This episode and every episode since we started the COVID-19 series has been sponsored by Serious Healthcare. They reached out to me to see how we might partner during this time and that is how we’ve been able to support producing daily shows. Special thanks to Serious for supporting the show’s efforts during the crisis. Now, on to today’s show.




[0:01:25.1] BR: Today’s conversation is with Dr. John Halamka, president of the Mayo Clinic Platform. Good morning John, welcome to the show.


[0:01:31.8] JH: Well, good morning. Glad we could do this with social distancing.


[0:01:37.1] BR: Well, we always do this show with social distancing. Well, except at conferences I guess. Hey, thanks for taking the time, I know that you’re busy. You’ve been working on this national COVID-19 coalition. What is the coalition, what have you guys been doing?


[0:01:53.5] JH: Sure, let me tell you how it started and what we’re up to. It was about four weeks ago and I realized, at about five in the morning, that hundreds of companies were contacting me saying, “What is the organizing principle by which we could collaborate, communicate and convene?”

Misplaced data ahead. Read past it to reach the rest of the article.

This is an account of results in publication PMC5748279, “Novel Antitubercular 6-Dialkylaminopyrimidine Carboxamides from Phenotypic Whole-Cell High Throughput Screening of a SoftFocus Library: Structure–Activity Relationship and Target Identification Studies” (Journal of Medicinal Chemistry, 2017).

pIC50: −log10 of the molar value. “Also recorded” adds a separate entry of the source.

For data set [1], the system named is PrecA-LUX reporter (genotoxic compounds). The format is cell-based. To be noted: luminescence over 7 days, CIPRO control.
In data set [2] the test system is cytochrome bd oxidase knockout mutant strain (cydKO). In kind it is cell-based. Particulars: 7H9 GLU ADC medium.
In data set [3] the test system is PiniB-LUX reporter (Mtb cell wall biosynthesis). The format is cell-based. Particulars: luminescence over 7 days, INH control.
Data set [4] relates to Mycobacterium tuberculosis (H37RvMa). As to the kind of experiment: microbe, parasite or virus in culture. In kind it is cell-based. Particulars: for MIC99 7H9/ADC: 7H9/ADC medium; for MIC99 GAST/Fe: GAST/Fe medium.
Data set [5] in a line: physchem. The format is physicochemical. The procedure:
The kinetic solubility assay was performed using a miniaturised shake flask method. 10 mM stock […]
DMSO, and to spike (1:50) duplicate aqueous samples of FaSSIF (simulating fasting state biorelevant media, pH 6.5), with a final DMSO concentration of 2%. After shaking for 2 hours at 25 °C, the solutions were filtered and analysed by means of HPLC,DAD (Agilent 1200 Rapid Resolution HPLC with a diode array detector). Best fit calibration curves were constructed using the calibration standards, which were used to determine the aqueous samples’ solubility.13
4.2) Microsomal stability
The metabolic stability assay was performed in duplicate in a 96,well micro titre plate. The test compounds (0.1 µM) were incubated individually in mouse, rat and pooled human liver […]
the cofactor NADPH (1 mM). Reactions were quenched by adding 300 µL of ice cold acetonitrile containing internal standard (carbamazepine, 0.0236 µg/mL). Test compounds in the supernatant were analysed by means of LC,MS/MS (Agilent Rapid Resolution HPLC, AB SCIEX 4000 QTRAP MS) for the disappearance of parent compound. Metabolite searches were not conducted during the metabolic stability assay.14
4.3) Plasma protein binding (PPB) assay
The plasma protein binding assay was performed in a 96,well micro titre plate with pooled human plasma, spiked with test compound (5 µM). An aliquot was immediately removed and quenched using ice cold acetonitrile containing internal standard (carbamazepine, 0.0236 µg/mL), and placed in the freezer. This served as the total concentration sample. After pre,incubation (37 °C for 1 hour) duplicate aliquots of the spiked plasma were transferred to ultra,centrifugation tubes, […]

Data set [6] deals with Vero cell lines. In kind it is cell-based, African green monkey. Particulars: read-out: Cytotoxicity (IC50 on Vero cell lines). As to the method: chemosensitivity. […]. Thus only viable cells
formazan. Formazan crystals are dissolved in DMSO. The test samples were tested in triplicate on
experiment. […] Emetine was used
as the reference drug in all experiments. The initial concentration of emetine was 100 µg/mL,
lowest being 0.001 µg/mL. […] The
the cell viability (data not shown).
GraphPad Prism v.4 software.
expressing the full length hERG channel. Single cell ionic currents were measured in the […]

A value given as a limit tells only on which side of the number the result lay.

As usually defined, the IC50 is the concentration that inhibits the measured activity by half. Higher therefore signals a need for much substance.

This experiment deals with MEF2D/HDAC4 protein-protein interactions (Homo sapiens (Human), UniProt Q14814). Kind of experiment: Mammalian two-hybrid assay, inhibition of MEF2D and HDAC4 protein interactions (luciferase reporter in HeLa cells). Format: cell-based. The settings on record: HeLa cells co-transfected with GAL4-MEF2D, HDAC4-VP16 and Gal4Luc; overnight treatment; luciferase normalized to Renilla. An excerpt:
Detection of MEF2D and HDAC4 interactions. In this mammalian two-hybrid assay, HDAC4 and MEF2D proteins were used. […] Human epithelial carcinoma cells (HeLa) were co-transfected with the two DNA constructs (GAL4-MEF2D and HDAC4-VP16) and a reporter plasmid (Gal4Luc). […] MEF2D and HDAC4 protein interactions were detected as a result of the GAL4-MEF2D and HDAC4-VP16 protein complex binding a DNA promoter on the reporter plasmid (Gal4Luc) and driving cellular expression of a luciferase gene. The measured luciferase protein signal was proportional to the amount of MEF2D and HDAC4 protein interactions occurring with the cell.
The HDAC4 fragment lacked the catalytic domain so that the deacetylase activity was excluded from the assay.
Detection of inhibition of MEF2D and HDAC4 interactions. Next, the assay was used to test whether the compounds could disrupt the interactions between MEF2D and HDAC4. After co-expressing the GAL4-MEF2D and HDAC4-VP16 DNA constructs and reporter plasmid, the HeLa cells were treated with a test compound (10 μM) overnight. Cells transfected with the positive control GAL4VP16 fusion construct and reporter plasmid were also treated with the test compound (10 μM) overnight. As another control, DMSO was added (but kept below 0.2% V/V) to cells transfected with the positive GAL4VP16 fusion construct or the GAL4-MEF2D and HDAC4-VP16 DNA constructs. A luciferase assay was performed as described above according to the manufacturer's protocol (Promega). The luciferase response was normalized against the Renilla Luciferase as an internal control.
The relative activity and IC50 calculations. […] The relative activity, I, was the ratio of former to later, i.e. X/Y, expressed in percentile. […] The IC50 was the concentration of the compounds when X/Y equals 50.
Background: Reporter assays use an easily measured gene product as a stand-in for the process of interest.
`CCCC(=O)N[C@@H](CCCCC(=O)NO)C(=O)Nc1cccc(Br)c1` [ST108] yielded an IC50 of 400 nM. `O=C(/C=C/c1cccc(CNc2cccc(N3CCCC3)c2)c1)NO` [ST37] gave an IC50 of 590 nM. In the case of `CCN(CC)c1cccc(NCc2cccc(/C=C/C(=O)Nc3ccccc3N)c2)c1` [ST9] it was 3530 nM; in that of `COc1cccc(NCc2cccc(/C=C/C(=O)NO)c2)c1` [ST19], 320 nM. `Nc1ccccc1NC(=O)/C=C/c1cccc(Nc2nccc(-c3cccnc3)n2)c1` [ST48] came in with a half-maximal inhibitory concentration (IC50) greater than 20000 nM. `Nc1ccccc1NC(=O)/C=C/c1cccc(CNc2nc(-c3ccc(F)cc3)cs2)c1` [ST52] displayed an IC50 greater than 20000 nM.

It was just at that time I realized there wasn’t an organization quite doing it. We decided that we would put a couple of folks who were willing together, MITRE Corporation agreed to service the program manager at no cost and today, we’re at over 700 organizations participating and we have 11 different work groups working on things from you know, what ventilators are needed where of what type? What personal protective equipment can you trust and how do we route it to places where it’s needed? How do we collect data? Do antimalarial drugs work? Do we have an idea if convalescent plasma is helpful or not?  We’re helping support the National Convalescent Plasma program which now has over 1,000 sites. Organically growing things of people just doing their [bit to] help each other with no economics, right?